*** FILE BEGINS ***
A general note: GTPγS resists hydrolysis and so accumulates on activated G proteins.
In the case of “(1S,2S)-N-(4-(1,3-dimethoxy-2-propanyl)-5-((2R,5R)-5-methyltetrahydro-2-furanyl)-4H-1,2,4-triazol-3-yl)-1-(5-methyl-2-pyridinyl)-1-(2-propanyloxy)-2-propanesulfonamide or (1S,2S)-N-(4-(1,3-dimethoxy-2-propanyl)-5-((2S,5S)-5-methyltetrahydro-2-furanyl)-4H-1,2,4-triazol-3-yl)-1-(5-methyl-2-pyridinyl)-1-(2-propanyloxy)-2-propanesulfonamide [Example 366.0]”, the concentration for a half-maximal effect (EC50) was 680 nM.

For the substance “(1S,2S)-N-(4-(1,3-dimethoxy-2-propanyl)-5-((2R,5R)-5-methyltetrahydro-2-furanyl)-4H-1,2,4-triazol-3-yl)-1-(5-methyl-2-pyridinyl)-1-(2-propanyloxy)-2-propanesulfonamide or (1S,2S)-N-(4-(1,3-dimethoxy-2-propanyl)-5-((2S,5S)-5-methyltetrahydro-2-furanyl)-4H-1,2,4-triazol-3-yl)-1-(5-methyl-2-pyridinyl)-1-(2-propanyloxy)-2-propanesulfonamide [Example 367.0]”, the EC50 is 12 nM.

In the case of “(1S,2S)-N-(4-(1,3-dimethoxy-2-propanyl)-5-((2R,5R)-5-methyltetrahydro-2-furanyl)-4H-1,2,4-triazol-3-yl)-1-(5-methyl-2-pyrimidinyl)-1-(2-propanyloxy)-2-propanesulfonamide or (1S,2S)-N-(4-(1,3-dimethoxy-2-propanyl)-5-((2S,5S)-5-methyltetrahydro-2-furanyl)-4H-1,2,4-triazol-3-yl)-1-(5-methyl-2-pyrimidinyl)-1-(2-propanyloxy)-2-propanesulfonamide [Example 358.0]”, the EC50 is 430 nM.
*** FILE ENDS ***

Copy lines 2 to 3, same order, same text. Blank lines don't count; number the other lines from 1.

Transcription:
In the case of “(1S,2S)-N-(4-(1,3-dimethoxy-2-propanyl)-5-((2R,5R)-5-methyltetrahydro-2-furanyl)-4H-1,2,4-triazol-3-yl)-1-(5-methyl-2-pyridinyl)-1-(2-propanyloxy)-2-propanesulfonamide or (1S,2S)-N-(4-(1,3-dimethoxy-2-propanyl)-5-((2S,5S)-5-methyltetrahydro-2-furanyl)-4H-1,2,4-triazol-3-yl)-1-(5-methyl-2-pyridinyl)-1-(2-propanyloxy)-2-propanesulfonamide [Example 366.0]”, the concentration for a half-maximal effect (EC50) was 680 nM.

For the substance “(1S,2S)-N-(4-(1,3-dimethoxy-2-propanyl)-5-((2R,5R)-5-methyltetrahydro-2-furanyl)-4H-1,2,4-triazol-3-yl)-1-(5-methyl-2-pyridinyl)-1-(2-propanyloxy)-2-propanesulfonamide or (1S,2S)-N-(4-(1,3-dimethoxy-2-propanyl)-5-((2S,5S)-5-methyltetrahydro-2-furanyl)-4H-1,2,4-triazol-3-yl)-1-(5-methyl-2-pyridinyl)-1-(2-propanyloxy)-2-propanesulfonamide [Example 367.0]”, the EC50 is 12 nM.